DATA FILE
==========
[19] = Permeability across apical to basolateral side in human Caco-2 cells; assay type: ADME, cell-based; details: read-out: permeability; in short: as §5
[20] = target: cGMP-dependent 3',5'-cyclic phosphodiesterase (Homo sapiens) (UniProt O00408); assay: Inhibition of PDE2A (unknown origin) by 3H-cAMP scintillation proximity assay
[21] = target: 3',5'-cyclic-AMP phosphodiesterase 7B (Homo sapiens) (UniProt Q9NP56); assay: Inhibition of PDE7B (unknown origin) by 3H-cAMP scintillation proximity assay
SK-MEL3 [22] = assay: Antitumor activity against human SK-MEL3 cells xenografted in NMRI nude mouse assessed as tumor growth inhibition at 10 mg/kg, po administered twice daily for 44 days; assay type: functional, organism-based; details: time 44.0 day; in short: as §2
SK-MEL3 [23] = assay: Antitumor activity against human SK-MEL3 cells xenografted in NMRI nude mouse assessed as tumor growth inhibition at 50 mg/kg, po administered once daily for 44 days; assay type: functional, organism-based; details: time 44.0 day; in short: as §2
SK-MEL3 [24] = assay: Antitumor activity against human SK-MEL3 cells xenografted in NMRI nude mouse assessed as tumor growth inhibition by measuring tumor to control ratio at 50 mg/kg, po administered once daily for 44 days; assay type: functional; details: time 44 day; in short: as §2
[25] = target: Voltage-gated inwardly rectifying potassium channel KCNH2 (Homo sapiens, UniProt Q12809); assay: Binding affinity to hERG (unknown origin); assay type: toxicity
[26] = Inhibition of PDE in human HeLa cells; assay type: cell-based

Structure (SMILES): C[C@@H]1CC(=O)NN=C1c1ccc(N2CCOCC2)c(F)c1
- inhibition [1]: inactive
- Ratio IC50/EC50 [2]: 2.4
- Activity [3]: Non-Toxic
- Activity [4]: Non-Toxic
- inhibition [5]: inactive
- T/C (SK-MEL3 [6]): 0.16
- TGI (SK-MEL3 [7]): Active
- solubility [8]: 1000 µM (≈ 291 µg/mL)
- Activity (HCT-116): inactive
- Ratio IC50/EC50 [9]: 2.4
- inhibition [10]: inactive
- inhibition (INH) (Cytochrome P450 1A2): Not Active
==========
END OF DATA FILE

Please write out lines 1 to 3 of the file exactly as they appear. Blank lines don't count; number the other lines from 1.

[19] = Permeability across apical to basolateral side in human Caco-2 cells; assay type: ADME, cell-based; details: read-out: permeability; in short: as §5
[20] = target: cGMP-dependent 3',5'-cyclic phosphodiesterase (Homo sapiens) (UniProt O00408); assay: Inhibition of PDE2A (unknown origin) by 3H-cAMP scintillation proximity assay
[21] = target: 3',5'-cyclic-AMP phosphodiesterase 7B (Homo sapiens) (UniProt Q9NP56); assay: Inhibition of PDE7B (unknown origin) by 3H-cAMP scintillation proximity assay